Primary day in Philadelphia has few issues, but low turnout so far
By Stephen Williams and Sharyn Flanagan
Six-year-old Daquan Anderson didn’t want to let go of his grandmother’s hand as she approached the table to sign in to vote Tuesday morning at one West Philadelphia polling place.
A poll worker asked the puzzled boy, “Do you know what your grandmother is doing here today?” After he nodded, she pointed at him and said, “Your forefathers fought and died for this right.” Daquan then smiled and happily went into the booth with his grandmother.
There were plenty of these stories around Philadelphia as voters were set to choose between front-runner candidates including former City Council members Allan Domb, Helen Gym and Cherelle Parker; former City Controller Rebecca Rhynhart; and political outsider and grocer Jeff Brown. They are vying to replace Democratic Mayor Jim Kenney, who is term-limited. The Democratic winner will face Republican former City Councilmember David Oh on Nov. 7 in the general election.
Also at play today are candidates for all of City Council, City Commissioners, City Controller, Register of Wills, Sheriff, Supreme Court, Superior Court, Commonwealth Court, Court of Common Pleas and Municipal Court.
There are also four questions to round out Tuesday’s ballot.
Some Philadelphia polling places had a steady stream of voters such as the one at Bright Hope Baptist Church in North Philadelphia on Tuesday morning, while others like the one at the Salvation Army at 55th and Arch streets had a trickle.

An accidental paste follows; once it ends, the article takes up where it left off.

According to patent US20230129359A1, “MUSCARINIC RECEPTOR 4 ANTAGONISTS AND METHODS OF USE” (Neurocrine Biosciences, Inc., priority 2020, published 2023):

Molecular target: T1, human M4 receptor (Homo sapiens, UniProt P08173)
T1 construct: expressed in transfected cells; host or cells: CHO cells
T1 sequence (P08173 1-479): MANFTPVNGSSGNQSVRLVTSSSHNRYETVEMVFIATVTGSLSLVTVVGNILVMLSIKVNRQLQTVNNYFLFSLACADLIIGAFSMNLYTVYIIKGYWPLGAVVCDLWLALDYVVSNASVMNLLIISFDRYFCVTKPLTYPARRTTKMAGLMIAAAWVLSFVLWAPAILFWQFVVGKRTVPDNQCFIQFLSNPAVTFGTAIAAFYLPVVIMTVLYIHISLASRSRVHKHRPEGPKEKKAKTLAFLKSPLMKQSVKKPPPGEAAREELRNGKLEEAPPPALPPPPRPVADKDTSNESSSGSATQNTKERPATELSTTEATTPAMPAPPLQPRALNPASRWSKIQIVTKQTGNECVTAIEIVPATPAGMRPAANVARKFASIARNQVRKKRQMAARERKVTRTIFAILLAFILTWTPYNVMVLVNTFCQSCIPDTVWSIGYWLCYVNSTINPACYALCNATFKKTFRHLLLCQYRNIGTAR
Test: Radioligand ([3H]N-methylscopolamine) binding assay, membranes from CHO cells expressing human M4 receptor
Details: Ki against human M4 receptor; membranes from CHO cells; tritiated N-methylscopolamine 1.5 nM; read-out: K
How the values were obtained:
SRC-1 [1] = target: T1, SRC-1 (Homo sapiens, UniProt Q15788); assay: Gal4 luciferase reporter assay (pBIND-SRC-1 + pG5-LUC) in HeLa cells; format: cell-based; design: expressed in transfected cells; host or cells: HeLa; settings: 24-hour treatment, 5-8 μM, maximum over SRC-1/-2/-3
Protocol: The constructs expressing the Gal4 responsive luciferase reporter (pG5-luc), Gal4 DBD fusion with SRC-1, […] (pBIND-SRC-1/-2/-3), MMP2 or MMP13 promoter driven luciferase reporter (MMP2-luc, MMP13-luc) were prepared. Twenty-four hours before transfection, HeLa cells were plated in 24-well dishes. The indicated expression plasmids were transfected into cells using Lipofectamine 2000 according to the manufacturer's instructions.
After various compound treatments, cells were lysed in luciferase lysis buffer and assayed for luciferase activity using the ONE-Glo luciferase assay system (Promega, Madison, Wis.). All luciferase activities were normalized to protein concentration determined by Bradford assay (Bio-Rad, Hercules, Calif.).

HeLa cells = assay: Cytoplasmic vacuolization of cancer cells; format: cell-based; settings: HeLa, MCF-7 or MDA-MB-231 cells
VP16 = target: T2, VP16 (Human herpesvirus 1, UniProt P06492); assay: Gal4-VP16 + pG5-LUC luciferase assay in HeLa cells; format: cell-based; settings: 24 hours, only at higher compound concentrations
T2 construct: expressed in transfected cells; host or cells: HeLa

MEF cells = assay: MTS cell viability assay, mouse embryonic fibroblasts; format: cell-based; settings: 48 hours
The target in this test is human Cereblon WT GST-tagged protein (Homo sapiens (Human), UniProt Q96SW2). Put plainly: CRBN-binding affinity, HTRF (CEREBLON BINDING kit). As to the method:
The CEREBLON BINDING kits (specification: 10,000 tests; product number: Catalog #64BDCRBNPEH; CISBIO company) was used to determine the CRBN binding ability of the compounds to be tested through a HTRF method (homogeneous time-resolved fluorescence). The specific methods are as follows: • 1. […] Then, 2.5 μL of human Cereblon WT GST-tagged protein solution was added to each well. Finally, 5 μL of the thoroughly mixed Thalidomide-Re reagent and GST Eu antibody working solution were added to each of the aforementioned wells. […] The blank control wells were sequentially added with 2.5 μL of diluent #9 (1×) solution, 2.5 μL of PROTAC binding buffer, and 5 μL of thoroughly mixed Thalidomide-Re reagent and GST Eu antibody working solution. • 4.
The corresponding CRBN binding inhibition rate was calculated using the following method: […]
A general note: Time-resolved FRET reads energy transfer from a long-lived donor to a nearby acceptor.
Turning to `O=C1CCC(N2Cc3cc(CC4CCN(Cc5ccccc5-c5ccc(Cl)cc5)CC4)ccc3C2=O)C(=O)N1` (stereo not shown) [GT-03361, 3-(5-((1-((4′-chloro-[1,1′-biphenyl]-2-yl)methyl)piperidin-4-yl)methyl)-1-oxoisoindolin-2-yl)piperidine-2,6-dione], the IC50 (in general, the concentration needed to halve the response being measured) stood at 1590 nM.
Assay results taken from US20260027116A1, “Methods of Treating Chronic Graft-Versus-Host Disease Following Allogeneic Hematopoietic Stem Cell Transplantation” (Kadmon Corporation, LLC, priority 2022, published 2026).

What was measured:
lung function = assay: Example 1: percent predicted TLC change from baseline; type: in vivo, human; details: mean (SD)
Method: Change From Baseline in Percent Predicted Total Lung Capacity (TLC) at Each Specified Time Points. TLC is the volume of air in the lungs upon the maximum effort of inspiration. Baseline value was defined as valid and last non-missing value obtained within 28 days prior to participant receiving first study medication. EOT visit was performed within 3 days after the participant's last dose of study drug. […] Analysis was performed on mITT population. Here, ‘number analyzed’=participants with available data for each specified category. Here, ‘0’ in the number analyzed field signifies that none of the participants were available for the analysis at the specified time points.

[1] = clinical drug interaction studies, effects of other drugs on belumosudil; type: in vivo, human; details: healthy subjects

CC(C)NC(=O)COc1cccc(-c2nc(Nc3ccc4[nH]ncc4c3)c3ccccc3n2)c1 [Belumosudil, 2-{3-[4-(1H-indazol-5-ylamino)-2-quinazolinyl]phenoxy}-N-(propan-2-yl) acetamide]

“I was expecting more people this morning. I thought that I would see some of the stalwarts,” Henry Madigan, 47, said at the 52nd Street Market-Frankford Line station. “When I was out last night, a lot of the ladies sounded like they couldn’t wait to go out and vote. They think a woman is going to be mayor.”
There were a variety of people early on at the polls, some seniors using wheelchairs were helped by younger family members and neighbors; a small crew of young first-time voters walked behind their parents to go vote in North Philadelphia.
Marlene Stone, 26, an accountant who voted at Bright Hope Baptist Church in North Philadelphia, said like many others that her vote is about the issues.
“I’m concerned about the violence. It used to be safer. I wanted to vote to help out the community,” she said.
Eric Johnson, 58, works for Amtrak, said he votes in every election and is also concerned about crime, safety, young people and education.
“The schools are struggling with the state of the physical buildings,” he said. Johnson was referencing the string of closures due to asbestos exposure in aging school buildings.
Kevin Russell, 58, who is disabled and retired, voted at 19th Street and Erie Avenue.
“My issues are gun violence and the schools. The schools are designed to create minimum wage workers,” he said. “I vote because it is family tradition.”
The tradition changed at all of Philadelphia’s voting sites though this year. Electronic poll books were put into place for everybody this year. With this new equipment, poll workers will be able to easily and quickly find voters by first name, last name, or date of birth.
LaVerne Hunter, who was staying very busy helping check-in and direct voters at a West Philadelphia polling place said, “It makes things a lot easier.”
Stephen Williams and Sharyn Flanagan wrote this story for the Philadelphia Tribune, where it first appeared.
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